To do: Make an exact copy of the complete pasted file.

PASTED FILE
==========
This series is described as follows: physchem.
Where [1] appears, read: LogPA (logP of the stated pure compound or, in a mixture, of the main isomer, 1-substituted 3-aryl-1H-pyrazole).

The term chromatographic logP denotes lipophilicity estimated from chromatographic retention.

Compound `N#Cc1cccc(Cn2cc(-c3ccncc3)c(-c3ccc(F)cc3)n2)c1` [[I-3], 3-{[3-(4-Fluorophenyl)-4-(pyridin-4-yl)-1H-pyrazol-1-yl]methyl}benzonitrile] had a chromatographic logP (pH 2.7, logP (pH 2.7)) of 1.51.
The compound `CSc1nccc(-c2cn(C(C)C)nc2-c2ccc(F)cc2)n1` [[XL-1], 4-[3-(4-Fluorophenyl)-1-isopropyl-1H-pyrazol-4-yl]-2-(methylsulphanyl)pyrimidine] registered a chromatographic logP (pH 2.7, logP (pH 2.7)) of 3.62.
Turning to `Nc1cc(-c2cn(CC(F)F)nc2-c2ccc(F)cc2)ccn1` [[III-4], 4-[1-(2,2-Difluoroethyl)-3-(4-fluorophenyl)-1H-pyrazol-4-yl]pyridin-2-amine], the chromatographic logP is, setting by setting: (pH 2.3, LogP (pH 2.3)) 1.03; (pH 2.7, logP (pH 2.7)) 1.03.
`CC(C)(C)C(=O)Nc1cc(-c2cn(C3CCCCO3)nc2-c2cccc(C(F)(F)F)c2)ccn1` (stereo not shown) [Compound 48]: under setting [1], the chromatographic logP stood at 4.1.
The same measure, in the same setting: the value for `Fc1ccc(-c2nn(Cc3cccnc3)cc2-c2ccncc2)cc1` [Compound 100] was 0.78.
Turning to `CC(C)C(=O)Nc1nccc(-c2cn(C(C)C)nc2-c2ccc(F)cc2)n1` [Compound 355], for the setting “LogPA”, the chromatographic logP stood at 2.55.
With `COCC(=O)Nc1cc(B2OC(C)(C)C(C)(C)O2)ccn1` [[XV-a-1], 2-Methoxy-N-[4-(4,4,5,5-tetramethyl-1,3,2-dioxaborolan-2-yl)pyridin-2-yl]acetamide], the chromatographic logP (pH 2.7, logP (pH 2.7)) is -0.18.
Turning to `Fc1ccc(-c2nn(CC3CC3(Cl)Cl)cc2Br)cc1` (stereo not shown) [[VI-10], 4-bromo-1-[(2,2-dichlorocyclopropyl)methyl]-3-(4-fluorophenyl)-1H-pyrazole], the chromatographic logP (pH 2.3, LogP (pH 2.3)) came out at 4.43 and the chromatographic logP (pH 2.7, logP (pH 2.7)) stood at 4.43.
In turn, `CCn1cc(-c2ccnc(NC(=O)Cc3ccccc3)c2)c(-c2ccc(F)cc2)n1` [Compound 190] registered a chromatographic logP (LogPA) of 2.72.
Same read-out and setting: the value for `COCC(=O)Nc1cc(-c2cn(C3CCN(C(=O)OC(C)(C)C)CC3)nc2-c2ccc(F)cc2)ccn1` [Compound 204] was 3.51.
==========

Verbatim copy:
This series is described as follows: physchem.
Where [1] appears, read: LogPA (logP of the stated pure compound or, in a mixture, of the main isomer, 1-substituted 3-aryl-1H-pyrazole).

The term chromatographic logP denotes lipophilicity estimated from chromatographic retention.

Compound `N#Cc1cccc(Cn2cc(-c3ccncc3)c(-c3ccc(F)cc3)n2)c1` [[I-3], 3-{[3-(4-Fluorophenyl)-4-(pyridin-4-yl)-1H-pyrazol-1-yl]methyl}benzonitrile] had a chromatographic logP (pH 2.7, logP (pH 2.7)) of 1.51.
The compound `CSc1nccc(-c2cn(C(C)C)nc2-c2ccc(F)cc2)n1` [[XL-1], 4-[3-(4-Fluorophenyl)-1-isopropyl-1H-pyrazol-4-yl]-2-(methylsulphanyl)pyrimidine] registered a chromatographic logP (pH 2.7, logP (pH 2.7)) of 3.62.
Turning to `Nc1cc(-c2cn(CC(F)F)nc2-c2ccc(F)cc2)ccn1` [[III-4], 4-[1-(2,2-Difluoroethyl)-3-(4-fluorophenyl)-1H-pyrazol-4-yl]pyridin-2-amine], the chromatographic logP is, setting by setting: (pH 2.3, LogP (pH 2.3)) 1.03; (pH 2.7, logP (pH 2.7)) 1.03.
`CC(C)(C)C(=O)Nc1cc(-c2cn(C3CCCCO3)nc2-c2cccc(C(F)(F)F)c2)ccn1` (stereo not shown) [Compound 48]: under setting [1], the chromatographic logP stood at 4.1.
The same measure, in the same setting: the value for `Fc1ccc(-c2nn(Cc3cccnc3)cc2-c2ccncc2)cc1` [Compound 100] was 0.78.
Turning to `CC(C)C(=O)Nc1nccc(-c2cn(C(C)C)nc2-c2ccc(F)cc2)n1` [Compound 355], for the setting “LogPA”, the chromatographic logP stood at 2.55.
With `COCC(=O)Nc1cc(B2OC(C)(C)C(C)(C)O2)ccn1` [[XV-a-1], 2-Methoxy-N-[4-(4,4,5,5-tetramethyl-1,3,2-dioxaborolan-2-yl)pyridin-2-yl]acetamide], the chromatographic logP (pH 2.7, logP (pH 2.7)) is -0.18.
Turning to `Fc1ccc(-c2nn(CC3CC3(Cl)Cl)cc2Br)cc1` (stereo not shown) [[VI-10], 4-bromo-1-[(2,2-dichlorocyclopropyl)methyl]-3-(4-fluorophenyl)-1H-pyrazole], the chromatographic logP (pH 2.3, LogP (pH 2.3)) came out at 4.43 and the chromatographic logP (pH 2.7, logP (pH 2.7)) stood at 4.43.
In turn, `CCn1cc(-c2ccnc(NC(=O)Cc3ccccc3)c2)c(-c2ccc(F)cc2)n1` [Compound 190] registered a chromatographic logP (LogPA) of 2.72.
Same read-out and setting: the value for `COCC(=O)Nc1cc(-c2cn(C3CCN(C(=O)OC(C)(C)C)CC3)nc2-c2ccc(F)cc2)ccn1` [Compound 204] was 3.51.